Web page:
With recent fire exchange over the questionable coastline between two Korean states and fierce embrace of communism in the North and not welcoming attitude among the South, two Korean sister states will drift away from each other and definately will not become one within predictable time.


  1. I'd like to point out 3 things:
    1. Firstly, the firing incidents recently. I think it is an attempt to gain an upper hand in the negotiation process. A way to distract the ROK Govt which might be trying to anticipate North's stance in the negotiation process. This (firing artillery) is an insane move and makes the work of ROK Govt more difficult.
    2. The hatred against the Japanese is justified when you look at the inhuman atrocities committed by the Imperial army on Koreans. This will reduce when the people who suffered these atrocites and those immediately related to them pass away. (The same with the Chinese but in China it is a sensitive political issue as well).
    3. The feeling of oneness after partition of a country exists till people who saw the partition are alive. People who grew up in the divided fail to feel the 'oneness'. I've seen the same thing in my grandparents (who witnessed partition of India and Pakistan), to a much lesser degree in my parents and almost non-existence in my generation.

  2. Yeah, actions of the North don't make it easier for the South. It's a constant blackmail, and in my opinion that blackmail uses and abuses the friendly attitude of current genaration in rule, and as well lack of real American interest.

    And it was not my intention to say that Japanese occupation wasn't cruel, it was one of the worst occupations ever. I only wonder what was the reason that Korea ( Choson/ Joseon) didn't develop any resistance and allowed that Japanese economic takeover and settlement long before actual occupation. I am looking for sources, but not much I can find about that so far...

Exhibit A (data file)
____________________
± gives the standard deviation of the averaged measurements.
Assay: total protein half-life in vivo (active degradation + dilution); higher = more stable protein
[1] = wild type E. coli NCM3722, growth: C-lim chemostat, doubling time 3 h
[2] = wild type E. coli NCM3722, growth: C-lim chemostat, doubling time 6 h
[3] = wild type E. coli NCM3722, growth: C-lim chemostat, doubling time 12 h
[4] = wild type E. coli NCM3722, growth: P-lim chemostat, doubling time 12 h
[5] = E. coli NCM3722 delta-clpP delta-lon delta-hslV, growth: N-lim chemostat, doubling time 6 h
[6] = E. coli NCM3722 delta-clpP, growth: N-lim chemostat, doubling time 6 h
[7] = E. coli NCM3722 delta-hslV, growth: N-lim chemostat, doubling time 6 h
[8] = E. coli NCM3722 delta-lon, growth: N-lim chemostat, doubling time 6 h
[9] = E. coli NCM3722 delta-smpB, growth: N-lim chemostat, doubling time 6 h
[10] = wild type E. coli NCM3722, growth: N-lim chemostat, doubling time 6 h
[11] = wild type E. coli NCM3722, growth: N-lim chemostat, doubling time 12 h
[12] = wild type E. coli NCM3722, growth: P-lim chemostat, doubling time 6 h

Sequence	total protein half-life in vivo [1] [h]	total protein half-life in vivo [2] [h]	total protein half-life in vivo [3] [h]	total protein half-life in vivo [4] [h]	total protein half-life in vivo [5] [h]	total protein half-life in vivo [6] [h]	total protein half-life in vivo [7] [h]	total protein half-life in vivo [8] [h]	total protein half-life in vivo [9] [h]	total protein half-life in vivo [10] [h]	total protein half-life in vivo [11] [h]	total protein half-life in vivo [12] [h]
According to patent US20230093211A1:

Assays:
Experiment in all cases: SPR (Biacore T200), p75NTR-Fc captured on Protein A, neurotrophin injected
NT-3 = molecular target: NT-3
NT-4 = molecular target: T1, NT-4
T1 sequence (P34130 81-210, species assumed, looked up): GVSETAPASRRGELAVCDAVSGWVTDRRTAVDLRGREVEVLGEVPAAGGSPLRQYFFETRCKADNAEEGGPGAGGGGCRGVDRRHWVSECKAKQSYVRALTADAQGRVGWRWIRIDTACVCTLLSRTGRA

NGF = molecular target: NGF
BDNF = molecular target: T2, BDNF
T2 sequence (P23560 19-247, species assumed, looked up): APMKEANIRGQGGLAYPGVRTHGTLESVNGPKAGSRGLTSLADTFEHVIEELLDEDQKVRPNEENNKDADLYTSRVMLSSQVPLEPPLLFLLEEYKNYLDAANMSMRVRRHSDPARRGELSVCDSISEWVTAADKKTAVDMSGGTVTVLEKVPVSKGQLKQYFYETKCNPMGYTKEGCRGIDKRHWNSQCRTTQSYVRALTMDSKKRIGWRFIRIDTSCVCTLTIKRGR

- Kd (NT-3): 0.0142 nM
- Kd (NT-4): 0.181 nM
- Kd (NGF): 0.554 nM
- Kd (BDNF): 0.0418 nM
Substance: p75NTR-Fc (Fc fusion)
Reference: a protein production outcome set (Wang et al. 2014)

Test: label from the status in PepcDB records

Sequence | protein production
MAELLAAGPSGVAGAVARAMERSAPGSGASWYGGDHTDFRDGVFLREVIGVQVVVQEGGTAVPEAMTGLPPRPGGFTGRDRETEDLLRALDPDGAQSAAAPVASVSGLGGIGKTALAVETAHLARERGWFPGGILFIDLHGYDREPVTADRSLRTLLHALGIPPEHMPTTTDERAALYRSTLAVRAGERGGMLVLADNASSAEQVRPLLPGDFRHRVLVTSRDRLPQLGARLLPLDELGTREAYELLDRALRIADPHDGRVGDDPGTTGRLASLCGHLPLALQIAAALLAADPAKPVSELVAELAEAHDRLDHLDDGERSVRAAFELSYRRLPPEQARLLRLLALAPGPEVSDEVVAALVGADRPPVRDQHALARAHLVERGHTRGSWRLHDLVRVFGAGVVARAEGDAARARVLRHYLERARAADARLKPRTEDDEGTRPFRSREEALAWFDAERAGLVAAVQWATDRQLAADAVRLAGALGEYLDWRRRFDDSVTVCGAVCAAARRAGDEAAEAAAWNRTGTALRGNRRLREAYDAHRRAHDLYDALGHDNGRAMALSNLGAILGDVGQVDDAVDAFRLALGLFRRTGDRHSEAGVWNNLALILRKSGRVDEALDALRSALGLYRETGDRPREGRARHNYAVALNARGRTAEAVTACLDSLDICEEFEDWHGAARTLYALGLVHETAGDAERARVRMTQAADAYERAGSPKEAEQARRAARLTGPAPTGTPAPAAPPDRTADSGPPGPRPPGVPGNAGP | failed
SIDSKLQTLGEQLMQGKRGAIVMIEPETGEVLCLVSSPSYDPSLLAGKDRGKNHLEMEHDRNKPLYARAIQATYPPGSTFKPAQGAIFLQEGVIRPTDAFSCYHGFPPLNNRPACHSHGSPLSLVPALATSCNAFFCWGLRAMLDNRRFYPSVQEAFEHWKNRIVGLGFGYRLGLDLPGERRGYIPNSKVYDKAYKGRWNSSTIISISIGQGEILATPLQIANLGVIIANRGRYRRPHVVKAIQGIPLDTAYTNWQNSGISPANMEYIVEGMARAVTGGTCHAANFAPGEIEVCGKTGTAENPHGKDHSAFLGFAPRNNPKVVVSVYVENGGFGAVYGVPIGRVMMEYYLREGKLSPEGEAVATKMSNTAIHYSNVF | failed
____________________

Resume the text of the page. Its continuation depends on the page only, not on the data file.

And the third thing you pointed out. That's the key to the peace process... work of time.

  3. Thank you for your explanations, but then appears a new question, if the divide between the two Koreas persist, and NK remains a closed country for many more years, will it become a new nation, with a new set of core values?. Despite their confrontation, China and Taiwan are getting closer trhough economic, commercial and cultural relations, but nowadays NK probably is the only country radically self-excluded from the trends of globalization, without any contact to the rest of the world. Maybe now the reunification still could be possible but, will Koreans recognize each other as compatriots once the old generation be out of power?. The Poles know something about partitions and reunifications, but probably the life of a Polish peasant under Russian rule wasn't so different from the life of a Polish peasant under Prussian rule, as can be the life of a young boy in Seoul and a young boy in Pyongyang. NK is an unique social experiment, and their poor citizens the "guinea pigs".

  4. Dear Albert :) I am in process of digesting of what you've just said. I think that there will not be such feeling of compatriotism among them.
    I will publish my full answer soon.

  5. Maybe.Gone with the old and in with the new...
    But NK being dirt poor and SK being not...Can SK absorb NK into SK's economy? I don't think it's possible any time soon.
    I think it's more about the money than the generation of people who are in power. Think about what would happen if the borders were to open right now. Millions of people will flood to south with devastating consequence. Until the economic powers equalize some what only thing NK has is playing these ridiculous games to get help and save face to people in NK.

    Albert has a good point. Let's say if North open up their doors and become economic "power house" in short time, who's going to absorb who? It is a new nation already.
    And the experiment will continue at the expense of the people.

  6. I do find this subject fascinating as we don't get much exposure on this in the UK.
    Frank @ Home Loans